Treat: King Hedley II
Wilson’s King Hedley II, directed by Marion McClinton (Jitney),
plays more like an opera than a play. Lovely, long lyrical aria-like
discussions of past grudges, life’s injustices, abandonment and
other frustrations, and how they scar generations, hurtle the
characters toward inevitable destinies.
can’t play in the chord God ain’t wrote,” says Stool Pigeon (Stephen
McKinley Henderson), a gentle neighbor. “He wrote the beginning
and end. He let you play around with the middle.” An installment
in Wilson’s decade-by-decade history depicting African American
experience in the 20th century, King Hedley II is set in Wilson’s
hometown, Pittsburgh, in 1985, though it has little to do with
King (a name, not a title) Hedley (Brian Stokes Mitchell) is just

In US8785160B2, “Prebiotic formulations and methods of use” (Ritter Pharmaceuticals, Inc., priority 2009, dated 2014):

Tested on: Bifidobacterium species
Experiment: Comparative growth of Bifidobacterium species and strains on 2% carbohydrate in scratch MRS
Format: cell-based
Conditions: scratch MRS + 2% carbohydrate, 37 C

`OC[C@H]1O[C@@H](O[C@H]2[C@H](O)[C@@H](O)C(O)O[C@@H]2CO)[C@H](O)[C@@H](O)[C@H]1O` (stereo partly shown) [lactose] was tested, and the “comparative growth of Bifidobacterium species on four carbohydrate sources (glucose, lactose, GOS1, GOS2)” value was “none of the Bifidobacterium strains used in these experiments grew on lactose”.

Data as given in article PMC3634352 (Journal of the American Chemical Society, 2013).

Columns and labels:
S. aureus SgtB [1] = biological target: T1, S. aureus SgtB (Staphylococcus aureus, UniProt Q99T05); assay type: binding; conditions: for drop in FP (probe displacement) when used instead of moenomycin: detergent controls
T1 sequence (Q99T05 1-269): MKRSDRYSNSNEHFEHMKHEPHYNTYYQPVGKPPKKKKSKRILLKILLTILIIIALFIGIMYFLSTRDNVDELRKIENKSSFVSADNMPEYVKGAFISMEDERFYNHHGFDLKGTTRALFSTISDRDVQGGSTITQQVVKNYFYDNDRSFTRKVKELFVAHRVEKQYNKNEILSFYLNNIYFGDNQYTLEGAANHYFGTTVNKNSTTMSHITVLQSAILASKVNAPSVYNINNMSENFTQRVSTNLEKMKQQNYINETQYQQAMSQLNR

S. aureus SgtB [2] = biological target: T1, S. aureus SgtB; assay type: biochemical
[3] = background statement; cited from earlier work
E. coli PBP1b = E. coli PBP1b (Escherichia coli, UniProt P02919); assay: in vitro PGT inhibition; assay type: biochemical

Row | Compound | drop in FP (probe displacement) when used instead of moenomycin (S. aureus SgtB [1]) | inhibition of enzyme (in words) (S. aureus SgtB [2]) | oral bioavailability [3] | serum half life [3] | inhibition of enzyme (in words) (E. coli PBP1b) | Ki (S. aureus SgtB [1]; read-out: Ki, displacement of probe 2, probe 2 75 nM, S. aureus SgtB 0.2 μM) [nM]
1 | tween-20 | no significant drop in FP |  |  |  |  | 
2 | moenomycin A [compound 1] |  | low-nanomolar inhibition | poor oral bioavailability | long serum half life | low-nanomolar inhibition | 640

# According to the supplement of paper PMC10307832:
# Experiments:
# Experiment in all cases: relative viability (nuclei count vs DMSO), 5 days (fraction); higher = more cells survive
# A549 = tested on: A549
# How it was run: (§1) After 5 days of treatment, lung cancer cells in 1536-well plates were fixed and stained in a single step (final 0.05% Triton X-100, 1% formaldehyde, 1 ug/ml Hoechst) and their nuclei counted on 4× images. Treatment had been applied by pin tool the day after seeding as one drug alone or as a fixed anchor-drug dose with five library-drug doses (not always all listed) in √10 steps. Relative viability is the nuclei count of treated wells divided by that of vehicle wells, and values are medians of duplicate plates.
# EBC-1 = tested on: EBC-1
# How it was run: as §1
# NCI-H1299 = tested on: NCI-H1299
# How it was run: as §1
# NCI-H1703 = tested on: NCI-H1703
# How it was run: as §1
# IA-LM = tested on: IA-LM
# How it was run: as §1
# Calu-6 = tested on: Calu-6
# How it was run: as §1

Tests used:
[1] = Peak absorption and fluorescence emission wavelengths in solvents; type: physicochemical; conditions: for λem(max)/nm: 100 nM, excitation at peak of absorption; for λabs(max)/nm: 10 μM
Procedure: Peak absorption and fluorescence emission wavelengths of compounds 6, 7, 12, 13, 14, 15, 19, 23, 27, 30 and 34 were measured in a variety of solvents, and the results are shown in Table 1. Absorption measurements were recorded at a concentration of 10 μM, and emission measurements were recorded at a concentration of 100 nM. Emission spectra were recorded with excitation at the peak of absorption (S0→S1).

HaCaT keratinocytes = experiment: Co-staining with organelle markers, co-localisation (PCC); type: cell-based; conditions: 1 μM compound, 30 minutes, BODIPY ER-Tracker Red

out of prison for murdering a man. He is named for a man he believes
to be his father, who also murdered a man. Mitchell’s wonderful
baritone voice (lately the lead in Kiss Me Kate) lends the proper
operatic feel to his impassioned monologues. Abandoned earlier
by his mother Ruby (Leslie Uggams), he now lives with her in a
rundown row house with his new wife Tonya (the excellent Viola
Davis). “Life’s got its own rhythm. It don’t always match up with
your rhythm,” Ruby tells the pregnant Tonya.
Visitors to their home are Hedley’s associate partner in his future
planned video store and current scam, Mister (Monte Russell),
and Ruby’s ex-boyfriend and con artist, Elmore (Charles Brown),
who plans to marry her and also is inexplicably determined to
tell Hedley his true parentage.
Much is made of the seeds Hedley plants to get something to grow
out of the old dirt, but he learns nothing from these symbols
of new life. Speaking of his murder he says: “The next one ain’t
gonna cost me nothing.” Two guns and a bloody machete also figure
into the plot, foretelling the play’s tragic ending.
King Hedley II is a lesser Wilson play. But is rewarding both
for its powerful images and sympathetic showcase for people only
he depicts on stage.
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